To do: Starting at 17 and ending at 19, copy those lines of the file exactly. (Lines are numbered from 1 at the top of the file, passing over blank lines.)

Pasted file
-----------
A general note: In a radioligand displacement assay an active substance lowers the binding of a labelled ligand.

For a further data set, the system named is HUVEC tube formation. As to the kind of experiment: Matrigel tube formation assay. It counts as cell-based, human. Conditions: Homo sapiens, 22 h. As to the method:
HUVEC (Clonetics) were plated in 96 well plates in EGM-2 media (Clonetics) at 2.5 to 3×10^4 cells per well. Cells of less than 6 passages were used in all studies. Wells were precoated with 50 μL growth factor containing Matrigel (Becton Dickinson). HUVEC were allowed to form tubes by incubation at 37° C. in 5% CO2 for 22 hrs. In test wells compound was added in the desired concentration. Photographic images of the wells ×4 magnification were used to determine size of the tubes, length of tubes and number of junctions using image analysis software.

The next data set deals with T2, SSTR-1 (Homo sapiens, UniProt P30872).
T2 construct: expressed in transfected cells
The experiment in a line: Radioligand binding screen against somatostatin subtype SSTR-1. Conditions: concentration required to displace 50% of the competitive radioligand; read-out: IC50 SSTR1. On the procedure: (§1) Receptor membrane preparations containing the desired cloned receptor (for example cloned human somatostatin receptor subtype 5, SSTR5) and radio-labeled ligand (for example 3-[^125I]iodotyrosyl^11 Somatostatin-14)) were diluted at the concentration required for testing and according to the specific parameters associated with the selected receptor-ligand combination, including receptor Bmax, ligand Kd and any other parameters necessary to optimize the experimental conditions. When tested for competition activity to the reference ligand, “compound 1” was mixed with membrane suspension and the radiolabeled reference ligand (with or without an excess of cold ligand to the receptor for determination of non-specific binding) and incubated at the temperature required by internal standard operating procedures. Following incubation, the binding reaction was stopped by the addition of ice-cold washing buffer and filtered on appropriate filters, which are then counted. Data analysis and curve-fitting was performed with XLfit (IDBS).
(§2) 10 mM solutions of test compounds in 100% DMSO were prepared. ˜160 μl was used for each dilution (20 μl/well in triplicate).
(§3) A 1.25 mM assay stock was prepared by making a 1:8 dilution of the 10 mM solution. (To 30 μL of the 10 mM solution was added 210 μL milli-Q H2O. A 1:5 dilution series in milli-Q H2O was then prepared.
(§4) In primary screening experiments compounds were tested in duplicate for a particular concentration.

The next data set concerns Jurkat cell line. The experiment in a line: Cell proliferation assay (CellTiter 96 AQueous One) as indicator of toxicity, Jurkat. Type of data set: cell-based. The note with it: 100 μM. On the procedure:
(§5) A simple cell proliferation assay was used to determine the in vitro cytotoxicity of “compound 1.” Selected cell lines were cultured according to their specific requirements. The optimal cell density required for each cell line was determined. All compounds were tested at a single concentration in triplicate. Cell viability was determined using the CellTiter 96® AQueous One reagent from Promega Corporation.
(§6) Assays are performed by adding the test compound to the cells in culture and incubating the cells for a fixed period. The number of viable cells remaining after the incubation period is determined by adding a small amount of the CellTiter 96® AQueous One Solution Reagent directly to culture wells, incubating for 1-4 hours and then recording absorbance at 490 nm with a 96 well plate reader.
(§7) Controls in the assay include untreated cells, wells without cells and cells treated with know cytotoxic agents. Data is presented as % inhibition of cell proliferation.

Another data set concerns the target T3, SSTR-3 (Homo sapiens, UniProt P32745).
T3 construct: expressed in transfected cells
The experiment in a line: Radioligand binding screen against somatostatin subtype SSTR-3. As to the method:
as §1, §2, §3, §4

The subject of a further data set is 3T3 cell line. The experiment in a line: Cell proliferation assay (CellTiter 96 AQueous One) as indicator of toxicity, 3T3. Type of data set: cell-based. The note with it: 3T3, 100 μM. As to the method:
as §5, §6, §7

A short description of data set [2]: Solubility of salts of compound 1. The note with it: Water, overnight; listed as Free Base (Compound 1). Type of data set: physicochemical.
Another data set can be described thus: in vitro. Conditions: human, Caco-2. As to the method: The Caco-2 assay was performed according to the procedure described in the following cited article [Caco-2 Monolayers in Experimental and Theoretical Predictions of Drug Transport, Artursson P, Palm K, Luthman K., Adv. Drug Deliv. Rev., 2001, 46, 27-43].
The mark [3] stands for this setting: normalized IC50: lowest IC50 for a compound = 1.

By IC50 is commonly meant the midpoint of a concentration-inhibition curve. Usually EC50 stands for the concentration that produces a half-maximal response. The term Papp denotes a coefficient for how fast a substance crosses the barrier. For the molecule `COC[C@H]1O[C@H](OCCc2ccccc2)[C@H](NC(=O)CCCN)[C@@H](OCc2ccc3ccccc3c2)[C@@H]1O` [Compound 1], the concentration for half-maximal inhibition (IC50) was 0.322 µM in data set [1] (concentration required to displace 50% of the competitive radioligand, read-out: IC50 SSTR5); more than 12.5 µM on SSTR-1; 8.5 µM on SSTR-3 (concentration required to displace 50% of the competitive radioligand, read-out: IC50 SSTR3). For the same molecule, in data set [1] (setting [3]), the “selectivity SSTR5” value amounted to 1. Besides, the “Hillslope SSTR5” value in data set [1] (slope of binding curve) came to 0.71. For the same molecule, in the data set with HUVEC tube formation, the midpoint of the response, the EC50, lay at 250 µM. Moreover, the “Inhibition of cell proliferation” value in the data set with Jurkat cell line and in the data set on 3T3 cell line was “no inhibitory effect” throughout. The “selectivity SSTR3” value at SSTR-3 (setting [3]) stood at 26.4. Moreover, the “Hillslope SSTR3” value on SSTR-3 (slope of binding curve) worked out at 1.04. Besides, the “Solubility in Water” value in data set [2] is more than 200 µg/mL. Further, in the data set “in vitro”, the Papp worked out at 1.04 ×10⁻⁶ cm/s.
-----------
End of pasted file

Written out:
as §1, §2, §3, §4

The subject of a further data set is 3T3 cell line. The experiment in a line: Cell proliferation assay (CellTiter 96 AQueous One) as indicator of toxicity, 3T3. Type of data set: cell-based. The note with it: 3T3, 100 μM. As to the method:
as §5, §6, §7